Texas Governor Rick Perry consistently rails against President Obama’s healthcare plan and has criticized Mitt Romney for implementing a similar plan in Massachusetts, but in 1993, he praised Hillary Clinton’s work to reform healthcare, which served as a model for Obama’s reform efforts.
“I think your efforts in trying to reform the nation’s health care system are most commendable,” Perry wrote to Clinton in the letter obtained by the Daily Caller.
When he wrote the letter, Perry served the state of Texas as Agriculture Commissioner, and he asked Clinton to take the needs of the rural Americans into consideration.
“I would like to request that the task force give particular consideration to the needs of the nation’s farmers, ranchers, and agriculture workers, and other members of rural communities,” Perry wrote. “Rural populations have a high proportion of uninsured people, rising health care costs, and often experience lack of services.”
“Again, your efforts are worthy,” Perry wrote,”and I hope you will remember this constituency as the task force progresses.”
In a radio interview today, the Texas governor defended his 1993 letter to Hillary Clinton, but Perry said he was merely trying to voice the interests of rural Americans and never imagined Clinton’s plan would be a precursor for President Obama’s healthcare plan.
“I didn’t want them collectively to overlook a very important constituency,” Perry said on the Sean Hannity radio show today. “I had no idea that was going to be the end product. What I thought they were truly going to work towards was trying to reform healthcare, and we had no idea, and then now we’ve got Obamacare.”
Perry, who grew up in the rural town of Paint Creek, Texas and whose own father-in-law was a rural doctor, has worked to attract doctors to practice in rural areas. He has signed legislation which enhanced physician loan reimbursement programs to entice physicians to under served areas.
An adviser to Perry’s campaign told the Daily Caller Perry did not know the scope of Clinton’s plan when he wrote the letter.
“You need to read the letter,” Dave Carney, Perry’s top political strategist, told the Daily Caller. “He praised her efforts in trying to tackle the issue and urged her not to overlook rural Americans. The letter was at the onset of her efforts before she proposed anything. No one could have imagined the horrible monstrosity she cooked up, in fact not to be outdone until ObamaCare years later.”
Clinton’s final plan called for a universal healthcare system and mandated employers purchase insurance for their employees.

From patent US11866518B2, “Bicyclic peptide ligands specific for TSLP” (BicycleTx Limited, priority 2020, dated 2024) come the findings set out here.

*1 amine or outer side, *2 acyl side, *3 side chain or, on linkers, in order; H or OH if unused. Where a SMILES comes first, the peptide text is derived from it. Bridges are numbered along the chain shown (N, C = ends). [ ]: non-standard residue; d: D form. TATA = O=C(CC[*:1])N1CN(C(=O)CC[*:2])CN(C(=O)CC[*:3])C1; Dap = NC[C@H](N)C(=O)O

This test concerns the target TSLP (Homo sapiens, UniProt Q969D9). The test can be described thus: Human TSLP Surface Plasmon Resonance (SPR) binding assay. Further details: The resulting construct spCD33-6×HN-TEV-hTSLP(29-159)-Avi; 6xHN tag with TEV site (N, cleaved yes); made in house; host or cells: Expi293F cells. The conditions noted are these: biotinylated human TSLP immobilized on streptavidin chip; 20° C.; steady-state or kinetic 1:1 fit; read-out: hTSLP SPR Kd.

The 1993 letter first emerged during the 2005 governor’s election when Sen. Kay Bailey Hutchison’s campaign used it as propaganda against the Texas governor.
In his book, “Fed Up!” Perry labeled President Obama’s healthcare plan as the “closest this country has ever come to outright socialism” and a commitment to repeal the plan is a recurrent theme in his campaign speeches.
“Obamacare mandates that the American people must go out and buy government-approved health insurance in a private market. I defy anyone to show me the clause in the Constitution that gives Washington the authority to do this,” Perry wrote in his book. “It is a total outrage that the federal government would tell an American citizen hat he must buy anything from anyone but especially something that concerns his health and the health of his family.”
Last week, Perry called Massachusetts healthcare plan a “huge problem” for former Gov. Mitt Romney.
“I think Mitt is finally recognizing that the Massachusetts healthcare plan that he passed is a huge problem for him, and yeah it was not almost perfect,” Perry said on the Laura Ingraham Show last Thursday.
To reform the current healthcare system, Perry’s campaign says he would work with Congress to repeal President Obama’s healthcare plan and then essentially start over on a new system. He would back a system to foster an economic environment favorable to employers looking to create more jobs, would remove federal mandates on states, and would promote innovation in the healthcare sector.
“The top concern among American families, businesses, and patients is the skyrocketing cost of health care,” Perry spokesman Mark Miner said. “The most effective way to lower those costs is through the proven, market-based strategies of transparency, choice, and competition. States should be given the flexibility and the incentives to enact insurance reforms that foster competition, to design solutions for patients with pre-existing conditions, to lower costs for small businesses and to implement common-sense changes such as medical liability reform.”
This post has been updated.